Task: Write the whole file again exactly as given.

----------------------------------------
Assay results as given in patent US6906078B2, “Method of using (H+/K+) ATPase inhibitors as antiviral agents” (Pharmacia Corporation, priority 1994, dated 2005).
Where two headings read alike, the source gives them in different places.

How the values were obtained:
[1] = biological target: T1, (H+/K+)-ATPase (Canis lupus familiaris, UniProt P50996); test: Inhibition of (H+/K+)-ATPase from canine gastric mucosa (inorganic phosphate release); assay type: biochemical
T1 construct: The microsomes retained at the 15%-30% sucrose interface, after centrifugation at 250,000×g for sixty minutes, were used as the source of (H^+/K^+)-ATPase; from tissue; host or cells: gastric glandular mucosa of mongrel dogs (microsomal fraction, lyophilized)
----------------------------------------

Assay results as given in patent US6906078B2, “Method of using (H+/K+) ATPase inhibitors as antiviral agents” (Pharmacia Corporation, priority 1994, dated 2005).
Where two headings read alike, the source gives them in different places.

How the values were obtained:
[1] = biological target: T1, (H+/K+)-ATPase (Canis lupus familiaris, UniProt P50996); test: Inhibition of (H+/K+)-ATPase from canine gastric mucosa (inorganic phosphate release); assay type: biochemical
T1 construct: The microsomes retained at the 15%-30% sucrose interface, after centrifugation at 250,000×g for sixty minutes, were used as the source of (H^+/K^+)-ATPase; from tissue; host or cells: gastric glandular mucosa of mongrel dogs (microsomal fraction, lyophilized)